Prime Minister Boris Johnson said he hoped that a US diplomat’s wife wanted over a fatal car crash to return to Britain and that it was wrong for her to have used diplomatic immunity to leave the country.
The diplomat’s wife suspected of fatally hitting a British teen and returning to the United States without facing charges was revealed on Monday to be Anne Sacoolas.
“I hope that Anne Sacoolas will come back and will engage properly with the processes of law as they are carried out in this country,” Mr Johnson said in a television interview.
“If we can’t resolve it, then of course I will be raising it myself personally with the White House.”
Foreign Secretary Dominic Raab raised the issue with the US ambassador to London, Woody Johnson, on Monday. He will also discuss it with his counterpart Mike Pompeo later in the day, according to the government.
The 19-year-old died after his motorbike collided with a car, driving on the wrong side of the road, as it left a US intelligence base, the RAF Croughton, in Northamptonshire, on 27 August.
The woman thought to be behind the wheel was identified in the media as the wife of a US diplomat, before her identity was revealed this week.
Ms Sacoolas is now thought to be back in the United States after she claimed immunity, when it became clear charges would be laid.
Typically diplomatic immunity covers only diplomats and their dependents based in London.
However, Sky News revealed the special arrangement saw immunity apply to those diplomats and their families based at the intelligence centre in Northamptonshire.
His family is now appealing for the woman to return to face investigation, after it was revealed she left the country when it became clear she would be facing criminal charges.
Speaking to Sky News, Mr Dunn’s mother, Charlotte Charles, said: “The police have the CCTV footage showing that she pulled out of the RAF base on to the wrong side of the road. Harry had no chance.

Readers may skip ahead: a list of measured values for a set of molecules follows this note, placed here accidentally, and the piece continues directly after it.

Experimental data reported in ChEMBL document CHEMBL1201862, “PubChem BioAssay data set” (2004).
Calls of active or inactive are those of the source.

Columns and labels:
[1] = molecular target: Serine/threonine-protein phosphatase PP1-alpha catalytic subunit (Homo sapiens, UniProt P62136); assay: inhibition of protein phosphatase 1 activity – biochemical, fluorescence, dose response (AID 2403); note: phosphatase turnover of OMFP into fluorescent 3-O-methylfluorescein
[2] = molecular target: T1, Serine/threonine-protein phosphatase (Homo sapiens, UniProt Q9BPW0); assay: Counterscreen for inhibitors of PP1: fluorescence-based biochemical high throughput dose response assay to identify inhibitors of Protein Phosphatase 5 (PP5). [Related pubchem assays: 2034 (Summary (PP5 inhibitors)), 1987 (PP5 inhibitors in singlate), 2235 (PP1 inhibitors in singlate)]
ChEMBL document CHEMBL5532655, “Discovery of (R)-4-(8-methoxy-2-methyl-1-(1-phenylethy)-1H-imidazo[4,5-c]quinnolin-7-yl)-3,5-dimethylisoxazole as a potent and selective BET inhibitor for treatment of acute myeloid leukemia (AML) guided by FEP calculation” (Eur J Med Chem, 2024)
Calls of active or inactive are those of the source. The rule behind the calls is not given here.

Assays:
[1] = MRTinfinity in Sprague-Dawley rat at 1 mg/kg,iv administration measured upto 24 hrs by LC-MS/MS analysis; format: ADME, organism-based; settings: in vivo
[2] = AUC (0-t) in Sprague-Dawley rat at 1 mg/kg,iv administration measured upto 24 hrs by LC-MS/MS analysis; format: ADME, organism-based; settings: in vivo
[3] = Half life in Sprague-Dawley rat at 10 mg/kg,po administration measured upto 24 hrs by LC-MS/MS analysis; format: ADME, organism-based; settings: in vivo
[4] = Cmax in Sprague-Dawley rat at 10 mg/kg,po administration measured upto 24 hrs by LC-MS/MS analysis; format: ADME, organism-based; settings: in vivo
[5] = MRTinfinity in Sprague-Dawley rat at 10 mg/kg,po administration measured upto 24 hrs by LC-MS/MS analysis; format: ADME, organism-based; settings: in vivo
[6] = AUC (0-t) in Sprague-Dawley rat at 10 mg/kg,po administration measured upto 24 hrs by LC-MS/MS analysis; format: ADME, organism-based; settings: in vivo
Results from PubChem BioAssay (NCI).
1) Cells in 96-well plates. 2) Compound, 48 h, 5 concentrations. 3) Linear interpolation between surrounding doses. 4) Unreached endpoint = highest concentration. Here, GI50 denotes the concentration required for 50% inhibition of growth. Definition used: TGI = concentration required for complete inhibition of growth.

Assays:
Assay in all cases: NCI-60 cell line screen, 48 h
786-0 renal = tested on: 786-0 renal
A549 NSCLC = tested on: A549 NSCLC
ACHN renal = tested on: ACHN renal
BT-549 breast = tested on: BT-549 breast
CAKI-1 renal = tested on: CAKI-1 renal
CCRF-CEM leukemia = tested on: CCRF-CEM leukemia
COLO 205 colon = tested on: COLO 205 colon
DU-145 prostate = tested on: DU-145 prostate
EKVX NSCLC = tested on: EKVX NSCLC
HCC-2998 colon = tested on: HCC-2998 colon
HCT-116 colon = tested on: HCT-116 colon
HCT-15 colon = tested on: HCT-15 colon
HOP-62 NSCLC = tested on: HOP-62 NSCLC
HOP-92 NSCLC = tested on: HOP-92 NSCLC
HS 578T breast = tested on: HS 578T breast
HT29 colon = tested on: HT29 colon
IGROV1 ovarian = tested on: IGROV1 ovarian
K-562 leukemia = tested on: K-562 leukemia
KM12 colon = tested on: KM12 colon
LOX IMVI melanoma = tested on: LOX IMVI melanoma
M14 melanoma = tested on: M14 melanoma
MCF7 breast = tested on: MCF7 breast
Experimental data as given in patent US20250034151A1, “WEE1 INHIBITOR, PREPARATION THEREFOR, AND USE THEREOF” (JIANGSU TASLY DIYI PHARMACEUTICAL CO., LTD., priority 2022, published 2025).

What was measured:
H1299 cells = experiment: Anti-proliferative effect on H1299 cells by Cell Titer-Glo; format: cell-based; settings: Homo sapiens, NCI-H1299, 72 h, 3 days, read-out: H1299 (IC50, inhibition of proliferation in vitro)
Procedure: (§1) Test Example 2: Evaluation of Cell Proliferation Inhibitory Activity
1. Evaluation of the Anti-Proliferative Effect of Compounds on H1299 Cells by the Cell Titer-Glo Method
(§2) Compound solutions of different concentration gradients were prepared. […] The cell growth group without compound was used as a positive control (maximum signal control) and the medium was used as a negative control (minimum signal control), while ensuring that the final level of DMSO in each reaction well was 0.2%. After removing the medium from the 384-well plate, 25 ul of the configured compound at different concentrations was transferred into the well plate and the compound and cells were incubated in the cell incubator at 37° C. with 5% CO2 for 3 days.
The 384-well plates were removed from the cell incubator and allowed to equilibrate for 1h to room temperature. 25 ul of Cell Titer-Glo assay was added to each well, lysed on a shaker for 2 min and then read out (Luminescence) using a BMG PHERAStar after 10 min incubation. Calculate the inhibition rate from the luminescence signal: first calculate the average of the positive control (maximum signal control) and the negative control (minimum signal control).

“She travelled on 350 to 400 yards on the wrong side of the road. It was a head-on collision – we later lost him in hospital.”
Ms Charles said the family did not know how to start grieving properly without justice being served.
“Everyone loved him, we’re utterly broken inside and out, everything hurts day and night, it’s an effort to do anything, I ache from it, every limb, every internal organ hurts.
A crowd-funding campaign, “Justice4Harry” has so far raised more than £5,000 to help the family.
Meanwhile, police chiefs have written to the US embassy in London to demand immunity is waived.
Nick Adderley, chief constable for Northamptonshire Police, said US authorities had been appealed to in “the strongest terms” to apply a waiver and “allow the justice process to take place”.
When asked whether the UK wants the US to hand over the diplomat’s wife, Mr Johnson’s official spokesman had earlier said: “The details of this case are extremely concerning and the foreign secretary has discussed it with the US ambassador.
“The justice process should be allowed to take place and we urge the US to reconsider their decision. The prime minister offers his condolences to the Dunn family. This was a tragic set of events which no family should have to experience.”
A US Embassy spokesman has said questions over any waiver of immunity in the case of the wife of a US diplomat who left the UK after becoming a suspect in a fatal road crash would be “considered carefully”.
The embassy spokesman said: “We express our deepest sympathies and offer condolences to the family of the deceased in this tragic traffic accident.
“Any questions regarding a waiver of the immunity with regard to our diplomats and their family members overseas in a case like this receive intense attention at senior levels and are considered carefully ... immunity is rarely waived.
“The US Embassy has been and will continue to be in close contact with appropriate British officials.”
Additional reporting by PA